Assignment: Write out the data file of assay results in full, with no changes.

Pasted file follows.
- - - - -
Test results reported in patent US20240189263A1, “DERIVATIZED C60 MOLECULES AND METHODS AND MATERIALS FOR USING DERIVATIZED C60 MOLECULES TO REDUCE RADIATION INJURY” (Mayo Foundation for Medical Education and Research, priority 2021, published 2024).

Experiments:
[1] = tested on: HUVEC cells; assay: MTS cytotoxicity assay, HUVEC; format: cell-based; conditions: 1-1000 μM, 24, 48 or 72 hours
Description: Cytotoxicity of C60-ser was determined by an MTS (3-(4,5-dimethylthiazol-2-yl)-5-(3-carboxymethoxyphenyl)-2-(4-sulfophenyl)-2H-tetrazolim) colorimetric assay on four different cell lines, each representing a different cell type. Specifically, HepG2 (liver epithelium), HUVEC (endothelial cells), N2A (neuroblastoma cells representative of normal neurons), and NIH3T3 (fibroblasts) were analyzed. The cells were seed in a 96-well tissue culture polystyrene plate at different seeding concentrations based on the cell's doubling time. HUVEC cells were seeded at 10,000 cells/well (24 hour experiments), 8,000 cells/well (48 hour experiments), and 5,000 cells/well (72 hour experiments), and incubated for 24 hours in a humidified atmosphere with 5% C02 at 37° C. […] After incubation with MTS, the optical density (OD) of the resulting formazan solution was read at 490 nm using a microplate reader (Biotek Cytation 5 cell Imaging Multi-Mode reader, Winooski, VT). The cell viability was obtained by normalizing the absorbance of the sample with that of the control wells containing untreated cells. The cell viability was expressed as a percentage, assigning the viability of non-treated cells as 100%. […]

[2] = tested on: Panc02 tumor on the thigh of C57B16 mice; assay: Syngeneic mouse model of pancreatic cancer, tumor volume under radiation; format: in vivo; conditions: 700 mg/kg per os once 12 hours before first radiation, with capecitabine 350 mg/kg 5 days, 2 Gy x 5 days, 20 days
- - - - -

Test results reported in patent US20240189263A1, “DERIVATIZED C60 MOLECULES AND METHODS AND MATERIALS FOR USING DERIVATIZED C60 MOLECULES TO REDUCE RADIATION INJURY” (Mayo Foundation for Medical Education and Research, priority 2021, published 2024).

Experiments:
[1] = tested on: HUVEC cells; assay: MTS cytotoxicity assay, HUVEC; format: cell-based; conditions: 1-1000 μM, 24, 48 or 72 hours
Description: Cytotoxicity of C60-ser was determined by an MTS (3-(4,5-dimethylthiazol-2-yl)-5-(3-carboxymethoxyphenyl)-2-(4-sulfophenyl)-2H-tetrazolim) colorimetric assay on four different cell lines, each representing a different cell type. Specifically, HepG2 (liver epithelium), HUVEC (endothelial cells), N2A (neuroblastoma cells representative of normal neurons), and NIH3T3 (fibroblasts) were analyzed. The cells were seed in a 96-well tissue culture polystyrene plate at different seeding concentrations based on the cell's doubling time. HUVEC cells were seeded at 10,000 cells/well (24 hour experiments), 8,000 cells/well (48 hour experiments), and 5,000 cells/well (72 hour experiments), and incubated for 24 hours in a humidified atmosphere with 5% C02 at 37° C. […] After incubation with MTS, the optical density (OD) of the resulting formazan solution was read at 490 nm using a microplate reader (Biotek Cytation 5 cell Imaging Multi-Mode reader, Winooski, VT). The cell viability was obtained by normalizing the absorbance of the sample with that of the control wells containing untreated cells. The cell viability was expressed as a percentage, assigning the viability of non-treated cells as 100%. […]

[2] = tested on: Panc02 tumor on the thigh of C57B16 mice; assay: Syngeneic mouse model of pancreatic cancer, tumor volume under radiation; format: in vivo; conditions: 700 mg/kg per os once 12 hours before first radiation, with capecitabine 350 mg/kg 5 days, 2 Gy x 5 days, 20 days